Previous Emerging Leader Award recipients include:
James J. Collins, PhD Core Faculty, Wyss Institute, Harvard University; Termeer Professor of Medical Engineering & Science; Professor, Massachusetts Institute of Technology. Dr. Collins work centers around synthetic biology and systems biology, with a particular focus on using network biology approaches to study antibiotic action, bacterial defense mechanisms, and the emergence of resistance. Dr. Collins was awarded the Emerging Leader Award in 2017 to research a direct detection RNA diagnostic for early Lyme disease,
Yuko Nakajima, PhD Postdoctoral Fellow, Brandeis University. Dr. Nakajima is currently a Postdoctoral Fellow in the lab of James E. Haber at Brandeis. Dr. Nakajima received the Emerging Leader Award in 2017 to investigate potential treatments to block immune evasion by the bacteria causing Lyme disease. Prior to beginning her Borrelia burgdorferi research, her work investigated the relationship between DNA damage and spindle assembly checkpoints during cell division.
Britton J. Grasperge, PhD, Louisiana State University. Dr. Grasperge is working to identify substances within the tick saliva that are responsible for attracting the bacteria that causes Lyme disease in an effort to develop a better diagnostic.
- Chase Beisel, PhD, Assistant Professor, North Carolina State University. Dr. Beisel is exploring the potential ability of CRISPR-Cas genome targeting to kill the bacteria that causes Lyme.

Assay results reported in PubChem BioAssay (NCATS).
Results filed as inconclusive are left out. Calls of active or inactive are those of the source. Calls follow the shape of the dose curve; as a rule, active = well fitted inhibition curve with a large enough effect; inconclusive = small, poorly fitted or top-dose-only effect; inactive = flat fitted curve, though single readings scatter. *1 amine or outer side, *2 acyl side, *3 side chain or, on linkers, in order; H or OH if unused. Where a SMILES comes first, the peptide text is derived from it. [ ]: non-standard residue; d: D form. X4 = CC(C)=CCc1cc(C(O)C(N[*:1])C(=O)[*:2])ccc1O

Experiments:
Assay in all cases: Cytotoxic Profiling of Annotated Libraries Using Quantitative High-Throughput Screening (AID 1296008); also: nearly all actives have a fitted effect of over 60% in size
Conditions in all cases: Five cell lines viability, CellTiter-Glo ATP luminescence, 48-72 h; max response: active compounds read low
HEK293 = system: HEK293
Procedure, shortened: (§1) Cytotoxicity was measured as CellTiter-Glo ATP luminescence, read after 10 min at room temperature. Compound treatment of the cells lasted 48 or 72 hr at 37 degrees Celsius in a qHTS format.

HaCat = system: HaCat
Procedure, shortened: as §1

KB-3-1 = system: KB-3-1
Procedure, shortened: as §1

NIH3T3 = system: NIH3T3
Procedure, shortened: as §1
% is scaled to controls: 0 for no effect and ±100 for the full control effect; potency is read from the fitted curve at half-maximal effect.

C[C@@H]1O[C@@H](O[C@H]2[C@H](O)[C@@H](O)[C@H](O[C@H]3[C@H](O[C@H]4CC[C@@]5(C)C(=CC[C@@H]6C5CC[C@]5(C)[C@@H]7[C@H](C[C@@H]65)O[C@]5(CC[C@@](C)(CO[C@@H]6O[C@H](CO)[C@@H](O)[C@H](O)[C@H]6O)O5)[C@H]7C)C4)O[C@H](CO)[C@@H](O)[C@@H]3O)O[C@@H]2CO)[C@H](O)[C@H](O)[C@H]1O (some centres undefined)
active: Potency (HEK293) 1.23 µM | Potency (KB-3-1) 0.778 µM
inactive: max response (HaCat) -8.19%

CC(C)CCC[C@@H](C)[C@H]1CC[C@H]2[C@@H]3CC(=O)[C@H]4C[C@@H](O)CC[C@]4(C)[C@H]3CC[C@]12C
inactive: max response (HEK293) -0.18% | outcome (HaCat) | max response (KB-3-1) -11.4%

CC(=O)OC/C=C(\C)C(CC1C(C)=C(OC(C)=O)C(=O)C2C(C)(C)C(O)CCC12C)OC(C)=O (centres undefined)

- Lisa K. Blum, PhD, Postdoctoral Fellow, Stanford University School of Medicine. Dr. Blum is researching an immune response to Lyme disease that has the potential to help elucidate why some people have short-term symptoms from a Lyme infection and why others become chronically ill, as well as the hope of leading to the development of an improved diagnostic and/or therapeutic.
- Jerome F. M. Bouquet, PhD, Postdoctoral Fellow, University of California, San Francisco. Dr. Bouquet is researching potential “biomarkers” that will allow for the development of a clinical diagnostic for both acute and post-treatment Lyme disease.
- John Branda, MD, Assistant Professor, Harvard Medical School and Assistant Pathologist, Massachusetts General Hospital (MGH) Dr. Branda’s research focuses on improving patient care through the development of new diagnostic strategies and the optimization of laboratory tests and antimicrobial agents, including tick-borne illnesses such as Lyme borreliosis, anaplasmosis, and tularemia.